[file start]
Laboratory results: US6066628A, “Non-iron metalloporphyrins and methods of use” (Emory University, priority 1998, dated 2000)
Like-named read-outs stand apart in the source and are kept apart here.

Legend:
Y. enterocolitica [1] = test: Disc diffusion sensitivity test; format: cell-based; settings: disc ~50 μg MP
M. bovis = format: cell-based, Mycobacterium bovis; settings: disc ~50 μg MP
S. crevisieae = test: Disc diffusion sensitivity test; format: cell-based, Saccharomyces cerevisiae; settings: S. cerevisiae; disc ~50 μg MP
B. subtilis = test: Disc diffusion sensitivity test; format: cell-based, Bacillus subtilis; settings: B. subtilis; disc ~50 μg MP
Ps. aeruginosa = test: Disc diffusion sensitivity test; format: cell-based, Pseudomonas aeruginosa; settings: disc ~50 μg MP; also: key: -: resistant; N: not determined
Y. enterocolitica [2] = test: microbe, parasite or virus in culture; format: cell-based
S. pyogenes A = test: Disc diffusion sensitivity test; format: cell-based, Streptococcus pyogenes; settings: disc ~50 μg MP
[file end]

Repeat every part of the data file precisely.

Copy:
Laboratory results: US6066628A, “Non-iron metalloporphyrins and methods of use” (Emory University, priority 1998, dated 2000)
Like-named read-outs stand apart in the source and are kept apart here.

Legend:
Y. enterocolitica [1] = test: Disc diffusion sensitivity test; format: cell-based; settings: disc ~50 μg MP
M. bovis = format: cell-based, Mycobacterium bovis; settings: disc ~50 μg MP
S. crevisieae = test: Disc diffusion sensitivity test; format: cell-based, Saccharomyces cerevisiae; settings: S. cerevisiae; disc ~50 μg MP
B. subtilis = test: Disc diffusion sensitivity test; format: cell-based, Bacillus subtilis; settings: B. subtilis; disc ~50 μg MP
Ps. aeruginosa = test: Disc diffusion sensitivity test; format: cell-based, Pseudomonas aeruginosa; settings: disc ~50 μg MP; also: key: -: resistant; N: not determined
Y. enterocolitica [2] = test: microbe, parasite or virus in culture; format: cell-based
S. pyogenes A = test: Disc diffusion sensitivity test; format: cell-based, Streptococcus pyogenes; settings: disc ~50 μg MP